Transparency: The objective of the Transparency Framework must be regular, clear and comprehensive reporting and accounting linked with technical expert review. Some flexibility will be necessary for certain developing countries. It is essential that the Transparency Framework enables the tracking of progress on NDCs. Overlaps between the UNFCCC’s existing measurement, reporting and verification (MRV) system must be minimised to prevent “double-reporting” being required.
Subsidiary Body for Implementation (SBI)
Response Measures— Just transition and decent jobs: The Paris Agreement takes into account the imperative of a just transition of the workforce and the creation of decent work and quality jobs in accordance with nationally-defined development priorities. In fulfilling these responsibilities, the optimum outcome will be achieved by effective engagement with business to ensure that policy decisions are tailored to country-specific, sector-specific circumstances, including the skills and re-skilling needed for a green economy. There is no single policy template that can be applied in all circumstances. Just transition and decent jobs should be recognised in the NDCs.
Technology Mechanism Assessment: The current UNFCCC technology instruments for adaptation and mitigation of climate change should be expanded and developed further to achieve closer linkage of NDCs and technology needs assessments, develop more practical technology action plans and engage national designated entities more strongly on a global level.
Subsidiary Body for Scientific and Technological Advice (SBSTA)
Climate Finance (Article 9): The mitigation and adaptation strategies necessary to transition to a low-carbon economy and manage the impacts of climate change will require access to finance beyond ‘business as usual’. The private sector is a key partner in the development of the cooperative model proposed in Article 9 of the Paris Agreement. It will be necessary to design mechanisms to de-risk flows of private capital into climate change adaptation and mitigation investment opportunities, particularly in developing countries.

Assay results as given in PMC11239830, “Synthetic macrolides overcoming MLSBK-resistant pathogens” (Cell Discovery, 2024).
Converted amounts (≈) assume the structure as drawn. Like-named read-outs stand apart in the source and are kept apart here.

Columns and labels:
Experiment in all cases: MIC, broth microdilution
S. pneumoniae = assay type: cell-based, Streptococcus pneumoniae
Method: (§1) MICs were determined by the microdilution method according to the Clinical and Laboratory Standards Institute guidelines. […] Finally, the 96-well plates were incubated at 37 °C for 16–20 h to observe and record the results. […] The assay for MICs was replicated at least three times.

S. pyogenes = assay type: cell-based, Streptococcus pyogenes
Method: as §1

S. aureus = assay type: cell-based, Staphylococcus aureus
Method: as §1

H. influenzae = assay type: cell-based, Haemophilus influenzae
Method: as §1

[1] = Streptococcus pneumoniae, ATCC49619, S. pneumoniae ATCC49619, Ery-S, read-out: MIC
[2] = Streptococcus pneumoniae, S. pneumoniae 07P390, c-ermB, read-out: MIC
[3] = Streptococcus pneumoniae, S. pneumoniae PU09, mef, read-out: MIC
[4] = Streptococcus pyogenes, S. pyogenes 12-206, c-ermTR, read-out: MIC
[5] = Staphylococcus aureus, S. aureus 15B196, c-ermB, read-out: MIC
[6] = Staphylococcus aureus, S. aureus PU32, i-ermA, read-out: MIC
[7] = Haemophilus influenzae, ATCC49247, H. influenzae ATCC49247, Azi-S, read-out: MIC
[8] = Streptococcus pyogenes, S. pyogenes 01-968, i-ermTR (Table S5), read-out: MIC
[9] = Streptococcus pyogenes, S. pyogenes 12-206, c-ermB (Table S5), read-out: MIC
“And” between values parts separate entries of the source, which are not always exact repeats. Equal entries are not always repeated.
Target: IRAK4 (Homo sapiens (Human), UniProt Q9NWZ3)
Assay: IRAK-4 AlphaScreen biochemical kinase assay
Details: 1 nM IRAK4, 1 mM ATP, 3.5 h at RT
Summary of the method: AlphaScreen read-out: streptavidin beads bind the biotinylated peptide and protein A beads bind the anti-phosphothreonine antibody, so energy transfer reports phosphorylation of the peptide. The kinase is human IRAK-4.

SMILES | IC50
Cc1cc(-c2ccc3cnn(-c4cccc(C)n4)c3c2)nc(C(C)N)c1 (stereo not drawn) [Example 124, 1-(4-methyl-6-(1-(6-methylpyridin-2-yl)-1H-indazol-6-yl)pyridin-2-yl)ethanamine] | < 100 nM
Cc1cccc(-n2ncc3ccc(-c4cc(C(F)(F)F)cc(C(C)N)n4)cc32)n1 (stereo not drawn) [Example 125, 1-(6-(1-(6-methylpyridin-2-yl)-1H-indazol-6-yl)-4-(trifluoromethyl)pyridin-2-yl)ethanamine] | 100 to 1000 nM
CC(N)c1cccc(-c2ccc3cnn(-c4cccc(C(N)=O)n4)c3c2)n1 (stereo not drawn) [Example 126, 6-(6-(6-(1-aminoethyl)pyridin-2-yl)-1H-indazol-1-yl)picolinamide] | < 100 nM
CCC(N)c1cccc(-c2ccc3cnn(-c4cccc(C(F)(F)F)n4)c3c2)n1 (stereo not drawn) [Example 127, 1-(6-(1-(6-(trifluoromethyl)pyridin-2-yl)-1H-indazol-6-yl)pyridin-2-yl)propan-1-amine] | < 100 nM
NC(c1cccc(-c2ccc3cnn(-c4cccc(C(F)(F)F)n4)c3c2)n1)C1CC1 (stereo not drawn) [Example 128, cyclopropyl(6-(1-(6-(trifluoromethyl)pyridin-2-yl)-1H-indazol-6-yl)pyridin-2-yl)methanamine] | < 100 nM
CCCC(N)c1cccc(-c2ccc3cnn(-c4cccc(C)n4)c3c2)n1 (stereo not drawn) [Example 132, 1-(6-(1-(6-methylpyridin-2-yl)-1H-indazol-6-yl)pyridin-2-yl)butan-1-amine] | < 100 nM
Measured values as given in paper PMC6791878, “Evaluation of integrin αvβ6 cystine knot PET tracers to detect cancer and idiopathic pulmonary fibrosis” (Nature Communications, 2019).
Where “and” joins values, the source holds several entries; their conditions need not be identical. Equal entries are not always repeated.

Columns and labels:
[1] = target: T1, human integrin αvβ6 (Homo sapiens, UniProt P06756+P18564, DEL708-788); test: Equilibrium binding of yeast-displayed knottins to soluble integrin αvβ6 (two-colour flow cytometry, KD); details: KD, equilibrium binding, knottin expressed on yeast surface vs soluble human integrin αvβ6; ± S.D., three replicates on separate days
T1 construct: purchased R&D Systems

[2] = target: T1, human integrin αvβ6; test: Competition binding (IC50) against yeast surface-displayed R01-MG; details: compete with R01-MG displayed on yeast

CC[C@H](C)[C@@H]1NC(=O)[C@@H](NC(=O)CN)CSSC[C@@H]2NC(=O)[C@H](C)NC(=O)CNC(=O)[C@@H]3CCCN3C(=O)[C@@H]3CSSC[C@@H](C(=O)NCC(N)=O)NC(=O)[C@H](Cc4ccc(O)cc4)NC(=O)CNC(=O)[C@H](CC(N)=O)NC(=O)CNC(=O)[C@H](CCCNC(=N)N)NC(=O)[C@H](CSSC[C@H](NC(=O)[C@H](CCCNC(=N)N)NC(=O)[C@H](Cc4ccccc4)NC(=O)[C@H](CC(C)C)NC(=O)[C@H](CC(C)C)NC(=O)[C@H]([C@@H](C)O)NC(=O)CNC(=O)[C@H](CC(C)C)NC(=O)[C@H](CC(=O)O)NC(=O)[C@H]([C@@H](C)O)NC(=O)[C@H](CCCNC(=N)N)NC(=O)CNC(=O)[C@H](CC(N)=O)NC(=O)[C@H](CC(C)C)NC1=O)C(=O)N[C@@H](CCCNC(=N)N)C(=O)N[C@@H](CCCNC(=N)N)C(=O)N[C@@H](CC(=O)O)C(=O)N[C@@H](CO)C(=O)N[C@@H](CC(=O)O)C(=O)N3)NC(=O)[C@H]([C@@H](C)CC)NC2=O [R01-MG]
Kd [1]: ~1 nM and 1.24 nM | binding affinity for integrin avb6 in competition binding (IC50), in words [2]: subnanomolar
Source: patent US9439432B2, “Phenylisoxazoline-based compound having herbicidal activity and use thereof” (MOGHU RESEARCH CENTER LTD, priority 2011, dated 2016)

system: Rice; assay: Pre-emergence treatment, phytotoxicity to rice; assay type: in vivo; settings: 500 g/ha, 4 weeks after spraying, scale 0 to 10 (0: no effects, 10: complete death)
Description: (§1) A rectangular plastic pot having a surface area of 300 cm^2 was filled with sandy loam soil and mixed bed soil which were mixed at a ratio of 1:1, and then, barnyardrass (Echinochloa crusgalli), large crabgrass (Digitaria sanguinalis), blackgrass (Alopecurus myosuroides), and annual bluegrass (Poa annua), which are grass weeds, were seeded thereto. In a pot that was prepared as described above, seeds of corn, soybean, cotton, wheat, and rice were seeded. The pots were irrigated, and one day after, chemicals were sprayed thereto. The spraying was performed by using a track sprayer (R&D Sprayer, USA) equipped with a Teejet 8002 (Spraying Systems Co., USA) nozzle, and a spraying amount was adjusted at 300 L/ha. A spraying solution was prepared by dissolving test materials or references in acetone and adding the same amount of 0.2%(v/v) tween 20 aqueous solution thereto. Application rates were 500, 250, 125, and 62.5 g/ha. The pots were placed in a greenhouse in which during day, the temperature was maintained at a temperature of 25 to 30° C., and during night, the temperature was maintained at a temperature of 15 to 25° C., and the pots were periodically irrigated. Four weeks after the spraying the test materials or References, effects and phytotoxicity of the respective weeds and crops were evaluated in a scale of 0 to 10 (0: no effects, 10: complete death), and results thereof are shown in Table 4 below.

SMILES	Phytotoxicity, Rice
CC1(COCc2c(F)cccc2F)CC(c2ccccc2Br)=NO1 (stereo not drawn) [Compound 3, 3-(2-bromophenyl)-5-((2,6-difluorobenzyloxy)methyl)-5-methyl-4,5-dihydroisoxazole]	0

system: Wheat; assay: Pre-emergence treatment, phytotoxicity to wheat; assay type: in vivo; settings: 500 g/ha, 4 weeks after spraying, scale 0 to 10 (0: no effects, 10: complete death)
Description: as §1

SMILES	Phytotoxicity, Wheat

Market and non-market based approaches (Article 6): Business strongly supports the use of international market-based approaches and calls on Parties to complete guidance on Article 6 of the Paris Agreement through the Paris Rulebook. Business stands ready to inform the process of identifying the best ways forward to build-up a framework for Article 6. ICC’s recommendations are outlined in “Business Views on Market Mechanisms—Articles 6(1) to 6(7) of the Paris Agreement” and include:
- Building a framework for MRV of emissions that takes into consideration generally accepted existing international and national MRV frameworks1 and that is linked to the transparency framework being developed under Article 13 of the Paris Agreement.
- Creating ambition and predictability by developing comparable and measurable standards for emission reduction for NDC reviews so as to allow evaluation of mitigation actions, raise ambition and understand and avoid impacts such as carbon leakage.
- Consulting with experts of specific economic activities to establish further global emission reduction approaches on a sectoral basis.
- The rules must be clear and flexible to incentivise business participation while protecting environmental integrity and avoiding double-counting/ claiming.
- Transaction costs must be minimised to encourage the involvement of small and medium-sized enterprises.
- It is essential that Article 6 takes into account learnings from the Clean Development Mechanism and Joint Implementation.